Driven by her many passions, Rachael engages herself in a variety of activities to take full advantage of the liberal arts experience.

Rachael is a Senior Honors Scholar who is double majoring in Political Science and Middle Eastern & Islamic Studies. She spent the fall 2014 semester in Meknes, Morocco to study the Arabic language. She then spent the summer of 2015 working in the Office of Governor McAuliffe as a Governor's Fellow. Rachael is the president of the Pre-Law Society, President of Pi Sigma Alpha Political Science Honors Society, a Vice-President of the Hermesian Literary Society, a Supplemental Instructor, and a Political Science/Honors Program work study. She is the creator of and crafter for an Etsy shop called TabbyCatCrochet that allows her to share her love of crocheting stuffed animals. After graduating from Emory & Henry, Rachael plans to attend law school to study International Human Rights and Humanitarian Law to help her pursue her passion for social justice.

 
The cohort system of the Honors Program has given me a core group of peers that have enriched the experience of Emory & Henry College’s core curriculum, which we worked through together. Honors housing has given me a home on campus filled with a mutual support group that challenges me to work my hardest even when I want to give up.
— Rachael Sharp ‘16
 
Rachael explores the al–Hambra, an ancient Islamic palace, in Granada, Spain. 

Rachael explores the al–Hambra, an ancient Islamic palace, in Granada, Spain. 

We believe the best way to learn about our Honors Program is from our students. Therefore, we used this opportunity to ask Rachael some questions that you may have been wondering.

Q: Why did you choose Emory & Henry College? 
A: The Honors Program and the atmosphere of Emory & Henry were the greatest factors in my choice to come here. My interview for the Honors Program was also my first visit to campus; after that day, I was sure that Emory & Henry was going to be my new home. Just stepping onto campus and feeling the community atmosphere made me feel at home already, and this feeling was only multiplied by the warm greetings and helpful attitudes of everyone I met on campus that day. When I received my acceptance letter asking me to join the Honors Program, there was no need for any more deliberation; I had found my place.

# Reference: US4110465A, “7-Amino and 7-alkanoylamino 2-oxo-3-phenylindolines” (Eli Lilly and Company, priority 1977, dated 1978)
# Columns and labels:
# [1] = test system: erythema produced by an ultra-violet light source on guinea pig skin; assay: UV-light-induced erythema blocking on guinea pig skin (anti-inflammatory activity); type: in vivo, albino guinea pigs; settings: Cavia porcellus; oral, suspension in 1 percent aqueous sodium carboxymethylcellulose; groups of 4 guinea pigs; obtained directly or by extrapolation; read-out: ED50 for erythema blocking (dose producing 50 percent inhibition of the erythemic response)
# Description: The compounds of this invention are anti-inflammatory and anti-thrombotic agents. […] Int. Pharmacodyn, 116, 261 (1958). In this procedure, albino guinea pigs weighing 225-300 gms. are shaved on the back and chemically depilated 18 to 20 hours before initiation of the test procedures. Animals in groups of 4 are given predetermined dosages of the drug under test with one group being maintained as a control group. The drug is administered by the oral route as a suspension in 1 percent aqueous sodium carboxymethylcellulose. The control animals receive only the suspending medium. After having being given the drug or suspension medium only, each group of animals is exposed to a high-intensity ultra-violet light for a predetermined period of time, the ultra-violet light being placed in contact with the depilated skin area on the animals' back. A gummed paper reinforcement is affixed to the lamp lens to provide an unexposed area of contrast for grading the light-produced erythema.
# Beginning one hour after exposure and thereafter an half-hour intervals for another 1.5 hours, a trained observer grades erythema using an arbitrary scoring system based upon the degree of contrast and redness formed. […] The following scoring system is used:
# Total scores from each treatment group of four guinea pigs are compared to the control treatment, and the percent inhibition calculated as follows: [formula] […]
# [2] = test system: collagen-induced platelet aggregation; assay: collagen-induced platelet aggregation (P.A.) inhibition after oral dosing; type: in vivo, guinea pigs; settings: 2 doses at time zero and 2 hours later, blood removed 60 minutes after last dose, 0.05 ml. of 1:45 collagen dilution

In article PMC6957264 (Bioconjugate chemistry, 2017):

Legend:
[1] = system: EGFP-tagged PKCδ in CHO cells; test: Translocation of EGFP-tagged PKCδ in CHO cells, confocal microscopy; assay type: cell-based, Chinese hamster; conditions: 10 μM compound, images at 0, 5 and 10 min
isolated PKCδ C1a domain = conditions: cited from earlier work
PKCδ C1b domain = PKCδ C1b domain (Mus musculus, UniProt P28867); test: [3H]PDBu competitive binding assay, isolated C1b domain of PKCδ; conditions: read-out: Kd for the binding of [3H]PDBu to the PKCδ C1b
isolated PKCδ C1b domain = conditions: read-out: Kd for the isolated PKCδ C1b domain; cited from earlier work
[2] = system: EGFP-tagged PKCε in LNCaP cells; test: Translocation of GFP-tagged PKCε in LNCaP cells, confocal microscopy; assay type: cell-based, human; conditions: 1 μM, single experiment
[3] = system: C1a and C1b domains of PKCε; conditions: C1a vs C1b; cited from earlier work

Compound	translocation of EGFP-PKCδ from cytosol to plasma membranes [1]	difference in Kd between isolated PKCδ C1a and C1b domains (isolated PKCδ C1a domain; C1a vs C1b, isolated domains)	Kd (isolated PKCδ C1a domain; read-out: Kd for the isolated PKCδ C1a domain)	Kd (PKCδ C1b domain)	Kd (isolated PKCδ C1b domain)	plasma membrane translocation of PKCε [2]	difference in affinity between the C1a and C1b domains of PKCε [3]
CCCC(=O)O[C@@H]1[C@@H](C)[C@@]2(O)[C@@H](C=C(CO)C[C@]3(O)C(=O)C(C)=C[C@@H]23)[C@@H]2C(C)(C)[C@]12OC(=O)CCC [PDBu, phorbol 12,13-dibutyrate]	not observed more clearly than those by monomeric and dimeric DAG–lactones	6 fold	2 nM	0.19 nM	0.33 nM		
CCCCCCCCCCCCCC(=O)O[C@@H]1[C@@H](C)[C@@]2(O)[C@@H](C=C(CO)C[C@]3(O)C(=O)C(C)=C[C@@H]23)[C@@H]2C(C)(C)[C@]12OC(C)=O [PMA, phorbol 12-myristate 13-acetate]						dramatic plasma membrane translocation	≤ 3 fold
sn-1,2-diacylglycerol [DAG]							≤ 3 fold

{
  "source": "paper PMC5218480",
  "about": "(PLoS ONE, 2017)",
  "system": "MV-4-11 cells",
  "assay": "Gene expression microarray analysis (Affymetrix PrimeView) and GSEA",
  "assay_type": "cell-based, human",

Q: What advice would you give to first year Honors Scholars?
A: Be patient with yourselves. The first semester in the Honors Program can be tough for many people, but that doesn’t mean that you don’t belong. Ask for help and do your best and you will be fine; we brought you here for a reason. Also, make friends in your year outside of your cohort. While it is tempting to stay in the family where you feel safe, it makes the overall Emory & Henry experience much fuller when you expand your circle of friends outside of that group.

Q: How does your involvement in the Honors Program influence your overall experience at Emory & Henry?
A:
The Honors Program has enhanced my Emory & Henry experience in every way I had imagined and more. Not only has being in the program enriched my academic experience at the college by always pushing me to do my best, but it has also helped me form a strong group of friends across class years through multi-year Honors housing. While Emory & Henry is small enough to feel like home on its own, the closely-knit community I’ve gained through the program has multiplied that feeling exponentially.

Q: Just extra work? What is the Honors Program to you?
A:
To me, the Honors Program is a way to push myself every day. It is not just extra work; it is engaging, thoughtful work that forces you to think critically and do your best. The program is also a way for me to be involved in the future of Emory & Henry. Our students are truly involved in the growth and the development of the program in every way possible to build an even better program for future cohorts.